ISUOG and GE Healthcare team up to provide ultrasound training to midwives and sonographers in Ghana
In developing countries around the world, childbirth is a leading cause of death for women. But according to the World Health Organization (WHO), skilled care before, during and after childbirth can save the lives of women and newborn babies. That’s why the International Society of Ultrasound in Obstetrics and Gynecology (ISUOG) teamed up with Women’s Health to Wealth and GE Healthcare to create an ultrasound training program in Ghana.
Ghana has 319 maternal deaths for every 100,000 births and ranks 32 nd in the world for maternal death. ISUOG’s Ghana Outreach Project hopes to reduce these numbers by training local midwives, sonographers and OB/GYN practitioners in ultrasound so they can in turn become trainers.
Ultrasound can help identify common complications such as ectopic pregnancy, placenta previa and abnormal fetal growth, allowing mothers to get proper treatment before birth and plan deliveries in hospitals. GE Healthcare donated three Voluson ultrasound systems to the program and sent ultrasound specialists to help train the participants.
“Ghana has high rates of infant and maternal mortality, a lot of them for preventable conditions,” says Dr. Theodora Pepera-Hibbert, a volunteer with the ISUOG training team and a native of Ghana. “This is where ultrasound can pick up conditions that can make childbirth safer for the mother and the baby.”
Dr. Pepera-Hibbert joined ISUOG in 2015 and recently returned from a second trip in March 2017, when the team identified six out of 18 trainees who qualified to become trainers.
“It has been incredibly exciting to see the impact this project is having as the trainees now become the trainers,” adds Barbara Del Prince, Director of Global Product and Clinical Management at GE Healthcare’s Women’s Health Ultrasound. “By equipping these midwives and sonographers with the right tools and skills, we hope to improve the lives of women and children across Ghana.”
“The Kumasi Metro Area truly wants to make a difference in women’s health across Ghana,” says Gesù Antonio Báez, ISUOG’s International Development Coordinator and overseer of the Outreach program. “With this desire to drive sustainable change, we’re confident that the program can succeed.”
The program includes a week of intense classroom and hands-on training at one of three locations in Kumasi. Afterwards, participants check in with mentors in weekly video chats to discuss images they have scanned and receive support on their scanning capabilities.
“We train midwives and sonographers to recognize what’s normal so they can identify abnormal ultrasounds and refer the mother to a specialist,” says Dr. Pepera-Hibbert. “It’s wonderful to see a midwife who didn’t know one end of a baby from another on an ultrasound now discuss the ventricles of the brain. It has been amazing.”
She says the program’s commitment to Kumasi, one of Ghana’s largest metropolitan areas, paired with continuous support after the training, is key to ISUOG’s success. “The quality of the ISUOG trainers shines above other training programs we’ve had in Ghana,” she says. “It’s one of the best programs I’ve seen running.”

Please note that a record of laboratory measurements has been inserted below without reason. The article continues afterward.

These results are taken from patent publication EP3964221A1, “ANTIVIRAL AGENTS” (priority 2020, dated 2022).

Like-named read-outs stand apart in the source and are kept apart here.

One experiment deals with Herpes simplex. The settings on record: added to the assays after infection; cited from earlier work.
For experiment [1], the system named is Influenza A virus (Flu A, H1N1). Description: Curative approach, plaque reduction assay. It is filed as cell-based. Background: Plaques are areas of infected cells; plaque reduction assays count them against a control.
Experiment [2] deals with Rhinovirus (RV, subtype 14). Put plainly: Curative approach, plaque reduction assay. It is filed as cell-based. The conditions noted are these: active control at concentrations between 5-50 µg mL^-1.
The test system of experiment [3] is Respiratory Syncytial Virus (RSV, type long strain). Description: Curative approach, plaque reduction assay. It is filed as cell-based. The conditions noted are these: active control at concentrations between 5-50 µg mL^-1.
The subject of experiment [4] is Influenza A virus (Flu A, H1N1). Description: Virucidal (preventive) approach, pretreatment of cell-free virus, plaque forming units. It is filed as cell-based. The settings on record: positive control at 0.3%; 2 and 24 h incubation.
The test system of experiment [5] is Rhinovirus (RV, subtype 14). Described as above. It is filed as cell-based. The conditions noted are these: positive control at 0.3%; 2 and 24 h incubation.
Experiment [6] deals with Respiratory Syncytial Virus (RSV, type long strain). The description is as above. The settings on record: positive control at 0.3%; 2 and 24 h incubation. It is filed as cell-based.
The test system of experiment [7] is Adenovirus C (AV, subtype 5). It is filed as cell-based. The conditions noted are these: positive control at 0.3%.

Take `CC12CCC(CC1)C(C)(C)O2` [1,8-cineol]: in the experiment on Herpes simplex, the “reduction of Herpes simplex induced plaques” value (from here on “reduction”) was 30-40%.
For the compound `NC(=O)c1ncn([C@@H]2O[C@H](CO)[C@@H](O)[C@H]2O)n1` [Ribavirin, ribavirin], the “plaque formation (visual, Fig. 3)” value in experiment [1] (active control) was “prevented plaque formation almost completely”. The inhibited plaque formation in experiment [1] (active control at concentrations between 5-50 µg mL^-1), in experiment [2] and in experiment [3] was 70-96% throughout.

She also points to GE’s involvement as a key factor. “I don’t think the project would have been as successful without GE’s support,” says Dr. Pepera-Hibbert. “GE has been absolutely crucial not only in providing the ultrasound machines, but also the backup and support of their applications engineers.”
Sonographer Abekah Adams joined the program as a trainee in 2015. When he was 13, he saw his mother struggle during her pregnancy and delivery of his youngest sibling. That experience inspired him to participate in the ISUOG training program.
“I want to help mothers safely deliver their children,” he said. “I know that my mother suffered a lot when she delivered, so I always had it in my mind that, when I grew up, I would help mothers deliver and return home safely.”
Now he says he has the skills to help Ghanaian women so they don’t have to suffer like his mother. “I love ultrasound,” he says. “We’re going to help Ghana because ISUOG has given us a lot of training and knowledge about ultrasound so we can give the right diagnosis.”
Dr. Pepera-Hibbert agrees that the experience has been nothing but positive for herself and the people of Ghana. “I’m very grateful to GE and ISUOG for taking the time and the dedication to not give up on Ghana even when it’s been challenging,” she says.
Between 2016 and 2030, as part of the UN’s new Sustainable Development Goals, the goal is to reduce the global maternal mortality ratio to less than 70 per 100,000 live births. With this ISUOG program, progress is already well underway.
“I think it’s an amazing gift, and I’m just so thankful Ghana was selected for this long-running program,” says Dr. Pepera-Hibbert. “That’s why I feel so committed to making sure there will be a sustainable outcome. I feel really dedicated to making that happen.”
This article first appeared at GE Healthcare's The Pulse.